• A statement addressing job security and how the company has tried to minimise redundancies;
  • General guidance on the selection criteria;
  • Detail of suitable alternatives, or relocation possibilities;
  • Information about how the redundancy payment will be calculated.


The Selection Criteria

The criteria will need to be fair and will have to be applied to all employees.

Redundancy decisions cannot be made based on any protected characteristic stated in the Equality Act 2010, for example, age or disability. It also cannot be based on ‘last in first out’ scenario.

Criteria Examples:

  • Attendance and timekeeping;
  • Any disciplinary issues;
  • Skills and/or experience;
  • Performance.


Legal Requirement to Consult

If the company is making employees redundant, it is necessary to have a consultation period to discuss the reasons for redundancy and the alternatives.

If the number of employees is 20 or more, there are rules relating to the time-period for collective redundancies.

While there are no specific time limits for how long the consultation period between employee/representatives should last, the number of redundancies determines the minimum time-period required:

  • For 20 – 99 employees; 90 days or less;
  • For 100+ employees; over 90 days.

Employers must consult with the appropriate representatives who will be affected by the redundancy process.

Failure to consult members of staff may lead to a claim against the company. 


Suitable Alternatives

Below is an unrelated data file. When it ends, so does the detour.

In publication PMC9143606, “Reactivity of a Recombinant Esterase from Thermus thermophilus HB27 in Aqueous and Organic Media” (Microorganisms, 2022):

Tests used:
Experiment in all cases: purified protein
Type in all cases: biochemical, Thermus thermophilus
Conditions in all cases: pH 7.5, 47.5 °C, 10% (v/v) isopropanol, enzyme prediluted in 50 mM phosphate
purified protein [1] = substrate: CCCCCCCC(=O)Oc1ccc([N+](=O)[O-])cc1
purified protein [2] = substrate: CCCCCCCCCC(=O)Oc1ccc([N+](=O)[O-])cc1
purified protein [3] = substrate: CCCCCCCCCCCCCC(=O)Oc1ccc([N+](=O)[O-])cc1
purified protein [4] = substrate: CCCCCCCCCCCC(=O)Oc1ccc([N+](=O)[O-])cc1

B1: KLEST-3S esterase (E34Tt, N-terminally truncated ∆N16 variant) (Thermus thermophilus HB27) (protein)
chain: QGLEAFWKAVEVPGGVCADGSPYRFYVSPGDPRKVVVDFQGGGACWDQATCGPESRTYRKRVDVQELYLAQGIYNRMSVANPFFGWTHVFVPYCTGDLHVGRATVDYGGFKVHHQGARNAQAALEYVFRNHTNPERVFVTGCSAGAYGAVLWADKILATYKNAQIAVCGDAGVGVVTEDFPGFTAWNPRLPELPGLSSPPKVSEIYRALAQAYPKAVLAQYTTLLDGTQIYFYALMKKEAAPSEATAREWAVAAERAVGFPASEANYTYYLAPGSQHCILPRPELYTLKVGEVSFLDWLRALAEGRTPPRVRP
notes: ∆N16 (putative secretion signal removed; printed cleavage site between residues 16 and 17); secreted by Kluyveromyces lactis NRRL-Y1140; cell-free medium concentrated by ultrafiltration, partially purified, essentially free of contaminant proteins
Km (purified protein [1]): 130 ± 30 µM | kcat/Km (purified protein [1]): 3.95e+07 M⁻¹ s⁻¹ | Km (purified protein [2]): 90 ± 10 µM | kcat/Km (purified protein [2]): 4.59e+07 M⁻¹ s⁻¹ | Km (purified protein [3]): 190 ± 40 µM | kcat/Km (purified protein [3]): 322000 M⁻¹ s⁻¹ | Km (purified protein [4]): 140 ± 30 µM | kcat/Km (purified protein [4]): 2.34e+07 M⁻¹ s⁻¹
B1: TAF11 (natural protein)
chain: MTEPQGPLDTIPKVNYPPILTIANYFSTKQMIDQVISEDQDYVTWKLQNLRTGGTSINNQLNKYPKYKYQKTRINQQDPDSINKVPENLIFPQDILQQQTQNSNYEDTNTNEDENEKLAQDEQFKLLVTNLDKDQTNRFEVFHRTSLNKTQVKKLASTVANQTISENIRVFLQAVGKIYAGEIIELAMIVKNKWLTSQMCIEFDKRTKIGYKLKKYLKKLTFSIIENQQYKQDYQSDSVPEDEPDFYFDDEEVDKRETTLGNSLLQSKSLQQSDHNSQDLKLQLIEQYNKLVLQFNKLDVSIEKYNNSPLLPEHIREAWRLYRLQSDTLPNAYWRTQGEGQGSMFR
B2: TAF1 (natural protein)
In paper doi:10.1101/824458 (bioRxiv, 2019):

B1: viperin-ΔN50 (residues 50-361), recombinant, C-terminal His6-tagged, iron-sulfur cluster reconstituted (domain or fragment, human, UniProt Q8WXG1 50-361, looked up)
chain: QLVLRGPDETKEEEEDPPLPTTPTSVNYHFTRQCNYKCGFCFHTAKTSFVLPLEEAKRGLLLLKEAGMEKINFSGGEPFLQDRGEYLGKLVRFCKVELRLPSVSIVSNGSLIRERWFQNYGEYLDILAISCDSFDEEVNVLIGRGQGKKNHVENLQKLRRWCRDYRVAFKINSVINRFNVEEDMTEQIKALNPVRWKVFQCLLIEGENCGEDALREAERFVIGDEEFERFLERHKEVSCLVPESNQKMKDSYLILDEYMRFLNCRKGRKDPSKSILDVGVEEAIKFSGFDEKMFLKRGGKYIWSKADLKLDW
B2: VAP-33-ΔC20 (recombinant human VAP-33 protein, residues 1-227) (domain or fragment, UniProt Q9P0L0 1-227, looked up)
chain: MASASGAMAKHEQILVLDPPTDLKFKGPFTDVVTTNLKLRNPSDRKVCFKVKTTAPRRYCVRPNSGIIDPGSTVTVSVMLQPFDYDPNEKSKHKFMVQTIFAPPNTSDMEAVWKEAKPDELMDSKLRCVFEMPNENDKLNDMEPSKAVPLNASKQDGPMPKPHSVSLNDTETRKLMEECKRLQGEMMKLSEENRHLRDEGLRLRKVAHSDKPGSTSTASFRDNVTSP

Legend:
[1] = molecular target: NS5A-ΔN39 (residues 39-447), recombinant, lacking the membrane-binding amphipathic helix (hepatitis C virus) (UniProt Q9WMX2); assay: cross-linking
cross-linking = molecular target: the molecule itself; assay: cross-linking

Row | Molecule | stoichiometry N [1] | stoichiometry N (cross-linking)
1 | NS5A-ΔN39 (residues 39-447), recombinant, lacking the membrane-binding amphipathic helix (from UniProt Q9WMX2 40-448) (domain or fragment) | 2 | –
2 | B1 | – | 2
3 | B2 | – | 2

If the redundancy is due to no longer needing certain employees or place of work has changed, another position may need to be offered.

While the alternative offer does not need to be an identical it does have to be valid and a reasonable equivalent to the old job when comparing the pay, status, and hours etc.


Employee’s Right to Refuse the Offer

Even if the employee has accepted the offer, there is still a trial period.

Therefore, within 4 weeks they are entitled to try a new position and then hand in their notice.

The fact that the individual has engaged in a trial period will strengthen their claim that the new offer was not suitable and are entitled to a redundancy payment.


Statutory Minimum Payment

The statutory minimum redundancy pay is based on an employee’s age during their employment against their gross weekly wage amount.

The company can pay an individual more than this amount, but if it is less than the statutory minimum an ex-employee could potentially bring a claim against the company. 


Redundancy Summary

  • Establish a redundancy policy for the company;
  • Inform employees about what to expect during the process;
  • Use a fair selection criteria;
  • Consult the employees that are being made redundant;
  • Consider suitable alternative roles;
  • Be aware of the 4 week trial period for the employee to accept and then refuse the alternative job;
  • Ensure that at least the statutory minimum redundancy payment is made to employees.